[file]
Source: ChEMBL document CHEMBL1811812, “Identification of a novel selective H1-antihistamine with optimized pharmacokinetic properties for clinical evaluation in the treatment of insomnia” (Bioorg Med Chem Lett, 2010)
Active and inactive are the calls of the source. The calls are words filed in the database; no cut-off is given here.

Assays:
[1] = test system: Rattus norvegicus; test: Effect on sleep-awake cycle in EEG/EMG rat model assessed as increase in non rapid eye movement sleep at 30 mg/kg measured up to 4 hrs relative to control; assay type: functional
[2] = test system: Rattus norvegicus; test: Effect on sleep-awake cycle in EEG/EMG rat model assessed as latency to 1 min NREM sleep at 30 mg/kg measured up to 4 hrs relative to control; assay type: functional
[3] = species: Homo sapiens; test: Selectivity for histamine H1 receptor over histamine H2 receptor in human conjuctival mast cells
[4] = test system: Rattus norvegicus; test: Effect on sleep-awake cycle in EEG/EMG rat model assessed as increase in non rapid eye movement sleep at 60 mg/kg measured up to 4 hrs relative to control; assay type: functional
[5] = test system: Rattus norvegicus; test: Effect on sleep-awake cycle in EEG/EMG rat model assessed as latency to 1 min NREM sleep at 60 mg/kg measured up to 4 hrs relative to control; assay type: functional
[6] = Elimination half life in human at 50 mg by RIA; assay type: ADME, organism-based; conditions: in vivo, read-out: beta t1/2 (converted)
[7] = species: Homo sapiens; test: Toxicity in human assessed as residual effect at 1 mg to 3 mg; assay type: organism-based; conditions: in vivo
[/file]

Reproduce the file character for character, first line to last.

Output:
Source: ChEMBL document CHEMBL1811812, “Identification of a novel selective H1-antihistamine with optimized pharmacokinetic properties for clinical evaluation in the treatment of insomnia” (Bioorg Med Chem Lett, 2010)
Active and inactive are the calls of the source. The calls are words filed in the database; no cut-off is given here.

Assays:
[1] = test system: Rattus norvegicus; test: Effect on sleep-awake cycle in EEG/EMG rat model assessed as increase in non rapid eye movement sleep at 30 mg/kg measured up to 4 hrs relative to control; assay type: functional
[2] = test system: Rattus norvegicus; test: Effect on sleep-awake cycle in EEG/EMG rat model assessed as latency to 1 min NREM sleep at 30 mg/kg measured up to 4 hrs relative to control; assay type: functional
[3] = species: Homo sapiens; test: Selectivity for histamine H1 receptor over histamine H2 receptor in human conjuctival mast cells
[4] = test system: Rattus norvegicus; test: Effect on sleep-awake cycle in EEG/EMG rat model assessed as increase in non rapid eye movement sleep at 60 mg/kg measured up to 4 hrs relative to control; assay type: functional
[5] = test system: Rattus norvegicus; test: Effect on sleep-awake cycle in EEG/EMG rat model assessed as latency to 1 min NREM sleep at 60 mg/kg measured up to 4 hrs relative to control; assay type: functional
[6] = Elimination half life in human at 50 mg by RIA; assay type: ADME, organism-based; conditions: in vivo, read-out: beta t1/2 (converted)
[7] = species: Homo sapiens; test: Toxicity in human assessed as residual effect at 1 mg to 3 mg; assay type: organism-based; conditions: in vivo